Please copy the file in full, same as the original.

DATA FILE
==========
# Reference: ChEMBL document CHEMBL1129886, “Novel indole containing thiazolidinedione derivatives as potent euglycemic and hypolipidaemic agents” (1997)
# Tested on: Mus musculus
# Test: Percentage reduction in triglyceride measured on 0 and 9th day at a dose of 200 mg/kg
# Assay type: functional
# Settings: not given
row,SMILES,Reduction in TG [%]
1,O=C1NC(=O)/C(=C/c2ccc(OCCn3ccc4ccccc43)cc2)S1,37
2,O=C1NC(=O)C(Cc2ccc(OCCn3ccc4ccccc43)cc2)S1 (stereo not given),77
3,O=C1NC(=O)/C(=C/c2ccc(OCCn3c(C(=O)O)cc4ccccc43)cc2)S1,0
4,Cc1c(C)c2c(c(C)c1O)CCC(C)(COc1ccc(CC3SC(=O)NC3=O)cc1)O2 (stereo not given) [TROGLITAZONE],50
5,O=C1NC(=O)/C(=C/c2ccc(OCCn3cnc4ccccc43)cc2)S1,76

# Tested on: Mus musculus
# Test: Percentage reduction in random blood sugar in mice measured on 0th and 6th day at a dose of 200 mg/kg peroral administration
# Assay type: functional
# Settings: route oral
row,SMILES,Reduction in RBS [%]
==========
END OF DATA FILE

# Reference: ChEMBL document CHEMBL1129886, “Novel indole containing thiazolidinedione derivatives as potent euglycemic and hypolipidaemic agents” (1997)
# Tested on: Mus musculus
# Test: Percentage reduction in triglyceride measured on 0 and 9th day at a dose of 200 mg/kg
# Assay type: functional
# Settings: not given
row,SMILES,Reduction in TG [%]
1,O=C1NC(=O)/C(=C/c2ccc(OCCn3ccc4ccccc43)cc2)S1,37
2,O=C1NC(=O)C(Cc2ccc(OCCn3ccc4ccccc43)cc2)S1 (stereo not given),77
3,O=C1NC(=O)/C(=C/c2ccc(OCCn3c(C(=O)O)cc4ccccc43)cc2)S1,0
4,Cc1c(C)c2c(c(C)c1O)CCC(C)(COc1ccc(CC3SC(=O)NC3=O)cc1)O2 (stereo not given) [TROGLITAZONE],50
5,O=C1NC(=O)/C(=C/c2ccc(OCCn3cnc4ccccc43)cc2)S1,76

# Tested on: Mus musculus
# Test: Percentage reduction in random blood sugar in mice measured on 0th and 6th day at a dose of 200 mg/kg peroral administration
# Assay type: functional
# Settings: route oral
row,SMILES,Reduction in RBS [%]